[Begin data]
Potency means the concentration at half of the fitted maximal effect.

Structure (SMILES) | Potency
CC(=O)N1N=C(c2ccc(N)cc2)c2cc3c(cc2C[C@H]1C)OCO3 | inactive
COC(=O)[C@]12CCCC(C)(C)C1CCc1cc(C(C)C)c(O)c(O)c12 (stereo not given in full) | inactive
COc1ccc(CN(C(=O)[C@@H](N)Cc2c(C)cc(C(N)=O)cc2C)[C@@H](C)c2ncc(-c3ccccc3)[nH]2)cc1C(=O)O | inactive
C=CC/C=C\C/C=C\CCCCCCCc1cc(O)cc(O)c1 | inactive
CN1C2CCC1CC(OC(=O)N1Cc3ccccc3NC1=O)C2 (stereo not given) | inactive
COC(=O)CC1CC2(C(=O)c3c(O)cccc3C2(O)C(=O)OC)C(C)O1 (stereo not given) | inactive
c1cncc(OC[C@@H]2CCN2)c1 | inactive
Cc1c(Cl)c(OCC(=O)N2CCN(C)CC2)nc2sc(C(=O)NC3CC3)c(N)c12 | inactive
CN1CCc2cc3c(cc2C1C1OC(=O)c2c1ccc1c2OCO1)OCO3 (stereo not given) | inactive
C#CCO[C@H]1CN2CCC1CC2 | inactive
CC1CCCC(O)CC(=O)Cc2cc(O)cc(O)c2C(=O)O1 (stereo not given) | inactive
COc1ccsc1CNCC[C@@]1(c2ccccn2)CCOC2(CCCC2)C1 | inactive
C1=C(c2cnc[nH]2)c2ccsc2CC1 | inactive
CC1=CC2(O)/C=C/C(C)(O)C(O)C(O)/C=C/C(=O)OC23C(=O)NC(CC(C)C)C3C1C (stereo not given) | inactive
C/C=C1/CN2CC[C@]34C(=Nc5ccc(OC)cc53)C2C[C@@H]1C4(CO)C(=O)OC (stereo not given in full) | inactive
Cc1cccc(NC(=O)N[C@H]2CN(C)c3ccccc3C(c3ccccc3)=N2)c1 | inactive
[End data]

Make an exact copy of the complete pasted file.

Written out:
Potency means the concentration at half of the fitted maximal effect.

Structure (SMILES) | Potency
CC(=O)N1N=C(c2ccc(N)cc2)c2cc3c(cc2C[C@H]1C)OCO3 | inactive
COC(=O)[C@]12CCCC(C)(C)C1CCc1cc(C(C)C)c(O)c(O)c12 (stereo not given in full) | inactive
COc1ccc(CN(C(=O)[C@@H](N)Cc2c(C)cc(C(N)=O)cc2C)[C@@H](C)c2ncc(-c3ccccc3)[nH]2)cc1C(=O)O | inactive
C=CC/C=C\C/C=C\CCCCCCCc1cc(O)cc(O)c1 | inactive
CN1C2CCC1CC(OC(=O)N1Cc3ccccc3NC1=O)C2 (stereo not given) | inactive
COC(=O)CC1CC2(C(=O)c3c(O)cccc3C2(O)C(=O)OC)C(C)O1 (stereo not given) | inactive
c1cncc(OC[C@@H]2CCN2)c1 | inactive
Cc1c(Cl)c(OCC(=O)N2CCN(C)CC2)nc2sc(C(=O)NC3CC3)c(N)c12 | inactive
CN1CCc2cc3c(cc2C1C1OC(=O)c2c1ccc1c2OCO1)OCO3 (stereo not given) | inactive
C#CCO[C@H]1CN2CCC1CC2 | inactive
CC1CCCC(O)CC(=O)Cc2cc(O)cc(O)c2C(=O)O1 (stereo not given) | inactive
COc1ccsc1CNCC[C@@]1(c2ccccn2)CCOC2(CCCC2)C1 | inactive
C1=C(c2cnc[nH]2)c2ccsc2CC1 | inactive
CC1=CC2(O)/C=C/C(C)(O)C(O)C(O)/C=C/C(=O)OC23C(=O)NC(CC(C)C)C3C1C (stereo not given) | inactive
C/C=C1/CN2CC[C@]34C(=Nc5ccc(OC)cc53)C2C[C@@H]1C4(CO)C(=O)OC (stereo not given in full) | inactive
Cc1cccc(NC(=O)N[C@H]2CN(C)c3ccccc3C(c3ccccc3)=N2)c1 | inactive